18 (c) Domestic Abuse Treatment Metric 1. The number of allegedly abusive spouses in incidents that met FAP criteria for domestic abuse who began receiving and successfully completed FAP clinical treatment services during the previous fiscal year. 2. The number of these spouses who were not reported as allegedly abusive in any domestic abuse incidents that met FAP criteria within 12 months after FAP clinical services ended. victims: (d) Domestic Abuse Victim Advocacy Metrics. The number of domestic abuse 1. Who receive domestic abuse victim advocacy services, and of those, the respective totals of domestic abuse victims who receive such services from domestic abuse victim advocates or from FAP clinical staff. 2. Who initially make restricted reports to domestic abuse victim advocates and the total of domestic abuse victims who initially make restricted reports to FAP clinical staff, and of each of those, the total of domestic abuse victims who report being sexually assaulted. 3. Whose initially restricted reports to domestic abuse victim advocates became unrestricted reports, and the total of domestic abuse victims whose initially restricted reports to FAP clinical staff became unrestricted reports. 4. Initially making unrestricted reports to domestic abuse victim advocates and making unrestricted reports to FAP clinical staff and, of each of those, the total of domestic abuse victims who report being sexually assaulted. 4. PUBLIC AWARENESS, PREVENTION, NPSP, AND TRAINING a. Public Awareness Activities (1) PS 37: Implementation of Public Awareness Activities in the Coordinated Community Response and Risk Management Plan. The FAP public awareness activities highlight community strengths; promote FAP core concepts and messages; advertise specific services; use appropriate available techniques to reach out to the military community, especially to military families who reside outside of the military installation; and are customized to the local population and its needs. (2) PS 38: Collaboration to Increase Public Awareness of Child Abuse and Domestic Abuse. The FAP partners and collaborates with other military and civilian organizations to conduct public awareness activities. Change 1, 04/05/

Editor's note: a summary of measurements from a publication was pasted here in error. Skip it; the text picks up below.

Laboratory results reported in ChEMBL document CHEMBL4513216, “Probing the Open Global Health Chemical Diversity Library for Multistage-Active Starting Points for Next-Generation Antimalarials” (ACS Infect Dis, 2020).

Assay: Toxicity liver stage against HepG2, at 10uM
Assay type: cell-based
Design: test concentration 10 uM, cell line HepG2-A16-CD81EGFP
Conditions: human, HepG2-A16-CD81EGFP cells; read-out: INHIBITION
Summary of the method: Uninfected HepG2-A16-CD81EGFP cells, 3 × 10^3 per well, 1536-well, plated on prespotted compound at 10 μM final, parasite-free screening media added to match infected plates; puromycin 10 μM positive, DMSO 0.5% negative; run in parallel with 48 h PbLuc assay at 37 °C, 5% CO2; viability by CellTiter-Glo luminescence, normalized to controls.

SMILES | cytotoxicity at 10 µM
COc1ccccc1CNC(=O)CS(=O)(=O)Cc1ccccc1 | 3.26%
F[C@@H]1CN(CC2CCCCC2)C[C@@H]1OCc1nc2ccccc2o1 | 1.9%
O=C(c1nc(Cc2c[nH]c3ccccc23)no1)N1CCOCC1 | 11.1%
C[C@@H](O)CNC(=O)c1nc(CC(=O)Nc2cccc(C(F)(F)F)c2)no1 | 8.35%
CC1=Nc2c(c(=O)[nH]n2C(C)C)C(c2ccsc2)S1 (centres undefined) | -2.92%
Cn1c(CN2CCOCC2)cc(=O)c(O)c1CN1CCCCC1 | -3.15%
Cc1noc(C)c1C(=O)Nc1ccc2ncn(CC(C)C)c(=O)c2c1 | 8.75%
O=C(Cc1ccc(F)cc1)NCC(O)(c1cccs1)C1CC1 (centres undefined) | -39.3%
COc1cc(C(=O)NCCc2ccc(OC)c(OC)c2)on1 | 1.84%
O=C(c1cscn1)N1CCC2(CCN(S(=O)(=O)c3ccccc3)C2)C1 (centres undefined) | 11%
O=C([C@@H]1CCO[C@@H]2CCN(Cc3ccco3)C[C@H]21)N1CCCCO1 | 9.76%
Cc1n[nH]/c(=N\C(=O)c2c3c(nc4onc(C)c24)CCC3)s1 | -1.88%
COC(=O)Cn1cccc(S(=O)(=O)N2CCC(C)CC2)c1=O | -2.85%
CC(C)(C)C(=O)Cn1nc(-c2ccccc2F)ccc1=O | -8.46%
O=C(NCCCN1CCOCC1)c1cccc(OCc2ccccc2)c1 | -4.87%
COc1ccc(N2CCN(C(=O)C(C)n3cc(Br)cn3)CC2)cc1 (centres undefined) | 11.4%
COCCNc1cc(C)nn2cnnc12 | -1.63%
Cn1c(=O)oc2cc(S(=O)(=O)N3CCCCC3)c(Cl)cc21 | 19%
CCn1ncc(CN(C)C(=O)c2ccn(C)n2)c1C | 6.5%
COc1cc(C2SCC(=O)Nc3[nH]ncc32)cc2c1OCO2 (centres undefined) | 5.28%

19 (3) PS 39: Components of Public Awareness Activities. The installation public awareness activities promote community awareness of: (a) Protective factors that promote and sustain healthy parent/child relationships. children. 1. The importance of nurturing and attachment in the development of young 2. Infant, childhood, and teen development. 3. Programs, strategies, and opportunities to build parental resilience. 4. Opportunities for social connections and mutual support. development. 5. Programs and strategies to facilitate children s social and emotional 6. Information about access to community resources in times of need. (b) The dynamics of risk factors for different types of child abuse and domestic abuse, including information for teenage family members on teen dating violence. (c) Developmentally appropriate supervision of children. (d) Creating safe sleep environments for infants. (e) How incidents of suspected child abuse should be reported in accordance with References (b), (e), (g), and DoDI (Reference (m)) and the Service FAP headquarters implementing policy and guidance. (f) The availability of domestic abuse victim advocates. (g) Hotlines and crisis lines that provide 24/7 support to families in crisis. (h) How victims of domestic abuse may make restricted reports of incidents of domestic abuse in accordance with Reference (e). (i) The availability of FAP clinical assessment and treatment. (j) The availability of NPSP home visitation services. (k) The availability of transitional compensation for victims of child abuse and domestic abuse in accordance with DoDI (Reference (n)) and Service FAP headquarters implementing policy and guidance. b. Prevention Activities Change 1, 04/05/